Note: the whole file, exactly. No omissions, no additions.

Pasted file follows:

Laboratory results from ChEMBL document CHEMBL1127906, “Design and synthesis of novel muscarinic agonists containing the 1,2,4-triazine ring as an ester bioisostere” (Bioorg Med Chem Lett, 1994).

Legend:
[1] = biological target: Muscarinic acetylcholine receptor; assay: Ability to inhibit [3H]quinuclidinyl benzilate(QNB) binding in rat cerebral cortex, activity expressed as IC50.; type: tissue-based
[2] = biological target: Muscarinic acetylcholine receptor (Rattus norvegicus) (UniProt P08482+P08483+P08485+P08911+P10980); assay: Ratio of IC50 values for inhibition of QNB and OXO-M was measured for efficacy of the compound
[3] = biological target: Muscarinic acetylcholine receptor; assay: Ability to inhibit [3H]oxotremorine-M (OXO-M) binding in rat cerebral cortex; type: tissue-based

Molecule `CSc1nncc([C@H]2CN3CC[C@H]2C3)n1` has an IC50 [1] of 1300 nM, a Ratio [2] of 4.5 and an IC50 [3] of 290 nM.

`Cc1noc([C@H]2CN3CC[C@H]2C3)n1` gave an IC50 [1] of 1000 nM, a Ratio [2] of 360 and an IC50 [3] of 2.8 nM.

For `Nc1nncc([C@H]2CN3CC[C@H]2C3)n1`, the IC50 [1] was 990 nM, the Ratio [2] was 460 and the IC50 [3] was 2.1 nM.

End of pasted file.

Laboratory results from ChEMBL document CHEMBL1127906, “Design and synthesis of novel muscarinic agonists containing the 1,2,4-triazine ring as an ester bioisostere” (Bioorg Med Chem Lett, 1994).

Legend:
[1] = biological target: Muscarinic acetylcholine receptor; assay: Ability to inhibit [3H]quinuclidinyl benzilate(QNB) binding in rat cerebral cortex, activity expressed as IC50.; type: tissue-based
[2] = biological target: Muscarinic acetylcholine receptor (Rattus norvegicus) (UniProt P08482+P08483+P08485+P08911+P10980); assay: Ratio of IC50 values for inhibition of QNB and OXO-M was measured for efficacy of the compound
[3] = biological target: Muscarinic acetylcholine receptor; assay: Ability to inhibit [3H]oxotremorine-M (OXO-M) binding in rat cerebral cortex; type: tissue-based

Molecule `CSc1nncc([C@H]2CN3CC[C@H]2C3)n1` has an IC50 [1] of 1300 nM, a Ratio [2] of 4.5 and an IC50 [3] of 290 nM.

`Cc1noc([C@H]2CN3CC[C@H]2C3)n1` gave an IC50 [1] of 1000 nM, a Ratio [2] of 360 and an IC50 [3] of 2.8 nM.

For `Nc1nncc([C@H]2CN3CC[C@H]2C3)n1`, the IC50 [1] was 990 nM, the Ratio [2] was 460 and the IC50 [3] was 2.1 nM.